From Kathleen Hulser, writing on the New-York Historical Society blog, comes word of an interesting new book by Kim Bobo, Wage Theft in America: Why Millions of Working Americans Are Not Getting Paid—And What We Can Do About It. This book covers an issue of interest to all Americans, including historians.
Kathleen, who became sensitized this issue while working on the slavery show at the Historical Society, writes "This modern form of stealing work time is a hidden scourge that labor economists say costs America billions of dollars a year. If the Department of Labor were to crack down on these widespread practices, a great deal of earned income would flow to those most in need — all without raising taxes or creating new programs."
Historians enter this picture under the heading of scholarly work. Getting published in academic journals and books is an important part of getting recognized as a historian. But most of this writing is unpaid. For tenured professors, this isn't a big problem. But for public historians, who have to make their time pay to earn a living, writing for free can seem like a cruel use of valuable hours.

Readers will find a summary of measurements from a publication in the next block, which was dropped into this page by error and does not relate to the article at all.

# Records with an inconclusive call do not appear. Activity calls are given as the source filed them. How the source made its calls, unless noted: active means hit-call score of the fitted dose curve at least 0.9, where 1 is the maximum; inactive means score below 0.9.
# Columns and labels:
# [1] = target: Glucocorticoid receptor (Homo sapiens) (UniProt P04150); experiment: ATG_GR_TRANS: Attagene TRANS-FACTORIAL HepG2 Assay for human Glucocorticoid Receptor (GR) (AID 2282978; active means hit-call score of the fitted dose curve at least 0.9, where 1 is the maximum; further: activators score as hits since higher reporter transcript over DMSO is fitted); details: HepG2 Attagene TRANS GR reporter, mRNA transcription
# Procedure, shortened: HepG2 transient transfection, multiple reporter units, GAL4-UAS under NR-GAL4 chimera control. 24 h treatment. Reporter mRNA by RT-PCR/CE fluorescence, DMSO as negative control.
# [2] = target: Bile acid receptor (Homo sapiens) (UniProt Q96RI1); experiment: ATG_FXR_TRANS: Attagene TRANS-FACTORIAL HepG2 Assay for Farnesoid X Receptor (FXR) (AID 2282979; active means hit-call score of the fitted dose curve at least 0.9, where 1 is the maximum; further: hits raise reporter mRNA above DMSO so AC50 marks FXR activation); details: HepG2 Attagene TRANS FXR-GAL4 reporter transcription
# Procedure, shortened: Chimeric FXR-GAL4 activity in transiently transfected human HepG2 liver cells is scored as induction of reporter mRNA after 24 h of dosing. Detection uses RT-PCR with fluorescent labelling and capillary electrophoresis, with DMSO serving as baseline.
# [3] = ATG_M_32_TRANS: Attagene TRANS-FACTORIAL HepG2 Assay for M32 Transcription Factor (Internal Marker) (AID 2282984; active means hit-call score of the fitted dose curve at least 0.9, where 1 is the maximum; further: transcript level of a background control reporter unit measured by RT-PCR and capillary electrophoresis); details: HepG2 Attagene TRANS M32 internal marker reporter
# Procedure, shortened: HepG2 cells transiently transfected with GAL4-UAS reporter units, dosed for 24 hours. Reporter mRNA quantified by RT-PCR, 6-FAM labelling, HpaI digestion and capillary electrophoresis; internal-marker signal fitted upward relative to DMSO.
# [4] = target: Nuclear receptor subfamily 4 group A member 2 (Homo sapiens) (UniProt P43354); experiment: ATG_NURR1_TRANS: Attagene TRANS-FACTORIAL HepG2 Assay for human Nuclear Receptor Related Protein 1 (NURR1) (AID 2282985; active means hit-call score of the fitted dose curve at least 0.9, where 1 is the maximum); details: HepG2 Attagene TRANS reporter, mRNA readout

The first time I heard the implications of this recognized clearly was when I was a graduate student, eking out a living on a combination of a scholarship, adjuncting and moving furniture. I was wrapping up extensive revisions on my masters essay, which was to be published in American Jewish History, when my mother asked me what I would be paid for all the work I was doing.
Nothing, I replied.
She thought for a long time and then said, "Well, they must assume that all historians are rich. Because only a rich person could afford to work that much for free."